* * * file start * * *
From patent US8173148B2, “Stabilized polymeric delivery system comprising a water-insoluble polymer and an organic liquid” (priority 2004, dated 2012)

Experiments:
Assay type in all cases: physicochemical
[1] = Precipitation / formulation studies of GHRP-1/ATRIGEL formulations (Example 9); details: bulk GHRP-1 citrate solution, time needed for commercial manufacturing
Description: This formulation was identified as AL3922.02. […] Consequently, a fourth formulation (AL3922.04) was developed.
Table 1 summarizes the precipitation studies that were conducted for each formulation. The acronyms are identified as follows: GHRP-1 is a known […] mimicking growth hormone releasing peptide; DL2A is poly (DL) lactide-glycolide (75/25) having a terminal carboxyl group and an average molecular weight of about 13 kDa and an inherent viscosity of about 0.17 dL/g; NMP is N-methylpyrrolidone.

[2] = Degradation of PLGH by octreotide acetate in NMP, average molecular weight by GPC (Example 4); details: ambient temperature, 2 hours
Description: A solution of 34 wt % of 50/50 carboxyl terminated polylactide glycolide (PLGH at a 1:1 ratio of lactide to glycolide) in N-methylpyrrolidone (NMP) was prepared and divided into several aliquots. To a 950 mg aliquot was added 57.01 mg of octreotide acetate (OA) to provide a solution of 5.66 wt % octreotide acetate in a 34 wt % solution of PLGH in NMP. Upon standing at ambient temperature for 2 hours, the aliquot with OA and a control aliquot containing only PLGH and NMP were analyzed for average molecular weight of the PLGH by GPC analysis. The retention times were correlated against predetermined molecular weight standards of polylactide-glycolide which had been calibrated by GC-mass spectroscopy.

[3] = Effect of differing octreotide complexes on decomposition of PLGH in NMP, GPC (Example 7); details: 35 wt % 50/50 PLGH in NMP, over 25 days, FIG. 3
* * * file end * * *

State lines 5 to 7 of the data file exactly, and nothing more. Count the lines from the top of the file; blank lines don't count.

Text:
Description: This formulation was identified as AL3922.02. […] Consequently, a fourth formulation (AL3922.04) was developed.
Table 1 summarizes the precipitation studies that were conducted for each formulation. The acronyms are identified as follows: GHRP-1 is a known […] mimicking growth hormone releasing peptide; DL2A is poly (DL) lactide-glycolide (75/25) having a terminal carboxyl group and an average molecular weight of about 13 kDa and an inherent viscosity of about 0.17 dL/g; NMP is N-methylpyrrolidone.

[2] = Degradation of PLGH by octreotide acetate in NMP, average molecular weight by GPC (Example 4); details: ambient temperature, 2 hours